The title of this post is a conflation to make a more significant point. And that is what we did in the segment where I participated in on Tamara for Georgia.
I joined near the end as is customary. The panel had a healthy discussion on several topics. But the discourse that drew my attention was the Boeing 737 MAX crash.
A New York Times article made it clear that Boeing sold safety features on the 737 MAX a la carte.
As the pilots of the doomed Boeing jets in Ethiopia and Indonesia fought to control their planes, they lacked two notable safety features in their cockpits. One reason: Boeing charged extra for them. For Boeing and other aircraft manufacturers, the practice of charging to upgrade a standard plane can be lucrative. Top airlines around the world must pay handsomely to have the jets they order fitted with customized add-ons.
Sometimes these optional features involve aesthetics or comfort, like premium seating, fancy lighting or extra bathrooms. But other features involve communication, navigation or safety systems, and are more fundamental to the plane’s operations. Many airlines, especially low-cost carriers like Indonesia’s Lion Air, have opted not to buy them — and regulators don’t require them.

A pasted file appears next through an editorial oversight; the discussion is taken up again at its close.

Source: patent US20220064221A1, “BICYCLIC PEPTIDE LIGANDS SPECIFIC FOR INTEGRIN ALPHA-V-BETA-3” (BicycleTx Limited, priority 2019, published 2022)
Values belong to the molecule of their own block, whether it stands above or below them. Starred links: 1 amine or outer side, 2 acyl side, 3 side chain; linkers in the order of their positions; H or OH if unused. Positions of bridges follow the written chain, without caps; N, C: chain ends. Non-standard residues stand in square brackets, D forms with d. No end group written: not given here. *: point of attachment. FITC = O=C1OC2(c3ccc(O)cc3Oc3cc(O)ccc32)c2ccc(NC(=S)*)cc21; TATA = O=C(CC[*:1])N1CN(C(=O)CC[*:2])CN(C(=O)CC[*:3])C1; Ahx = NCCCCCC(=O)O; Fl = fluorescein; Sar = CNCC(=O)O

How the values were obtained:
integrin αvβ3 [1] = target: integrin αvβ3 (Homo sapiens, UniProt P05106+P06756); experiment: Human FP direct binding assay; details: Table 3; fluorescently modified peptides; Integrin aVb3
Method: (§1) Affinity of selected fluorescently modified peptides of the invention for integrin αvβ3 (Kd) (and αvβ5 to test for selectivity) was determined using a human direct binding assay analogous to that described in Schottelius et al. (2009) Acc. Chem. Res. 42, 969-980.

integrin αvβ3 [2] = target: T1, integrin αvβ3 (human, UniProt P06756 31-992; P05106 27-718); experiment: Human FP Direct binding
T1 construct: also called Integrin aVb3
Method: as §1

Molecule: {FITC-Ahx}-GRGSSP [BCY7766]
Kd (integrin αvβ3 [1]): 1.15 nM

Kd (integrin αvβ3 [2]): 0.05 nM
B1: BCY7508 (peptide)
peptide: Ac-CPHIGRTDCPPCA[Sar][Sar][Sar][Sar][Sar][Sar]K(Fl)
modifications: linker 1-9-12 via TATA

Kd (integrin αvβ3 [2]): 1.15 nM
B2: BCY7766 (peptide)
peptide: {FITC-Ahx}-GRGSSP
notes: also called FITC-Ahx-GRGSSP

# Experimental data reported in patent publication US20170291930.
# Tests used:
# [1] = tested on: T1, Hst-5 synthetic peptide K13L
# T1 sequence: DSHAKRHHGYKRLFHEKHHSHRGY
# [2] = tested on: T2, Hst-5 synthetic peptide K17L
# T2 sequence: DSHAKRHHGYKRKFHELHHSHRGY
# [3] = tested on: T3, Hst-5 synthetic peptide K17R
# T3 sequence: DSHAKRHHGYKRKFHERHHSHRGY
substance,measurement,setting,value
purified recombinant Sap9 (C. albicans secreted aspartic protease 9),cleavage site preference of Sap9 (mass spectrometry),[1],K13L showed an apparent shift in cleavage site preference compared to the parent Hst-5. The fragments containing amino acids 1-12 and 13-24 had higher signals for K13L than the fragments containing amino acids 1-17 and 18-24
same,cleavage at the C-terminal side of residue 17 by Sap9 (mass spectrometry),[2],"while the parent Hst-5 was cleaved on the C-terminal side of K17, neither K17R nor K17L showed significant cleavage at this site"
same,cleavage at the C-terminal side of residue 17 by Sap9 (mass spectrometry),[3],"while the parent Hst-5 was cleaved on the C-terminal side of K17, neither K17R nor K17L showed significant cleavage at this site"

Boeing sold safety like any other product. A safety feature that ensures a piece of software doesn’t fly a plane into the ocean or ground should not be optional especially when the cost is virtually nothing relative to the overall price of the aircraft. So why did Boeing charge for this safety feature?
The angle of attack indicator will remain an option that airlines can buy. Neither feature was mandated by the Federal Aviation Administration. All 737 Max jets have been grounded.
“They’re critical, and cost almost nothing for the airlines to install,” said Bjorn Fehrm, an analyst at the aviation consultancy Leeham. “Boeing charges for them because it can. But they’re vital for safety.”
Ultimately Boeing charges for safety because, as I mentioned in a recent blog post those who have pricing power controls every aspect of our lives barring government, we-the-people intervention. It was no different for the Boeing 737 MAX.
Using the Boeing 737 MAX for a bigger message.
Early into my discourse I immediately drew the correlation between worse of Capitalism which turns everything into a product or commodity. I then expanded the discussion to include the interview I had on Politics Done Right with Economist, Dr. Richard Wolff, about Capitalism.
Dr. Wolff pointed out that our economic systems were awry for some time. He explained the similarities between Capitalism, Feudalism, and Slavery. Please listen to the entire video in the post. We fused some seemingly disparate concepts to tell a compelling economic story that affects us all.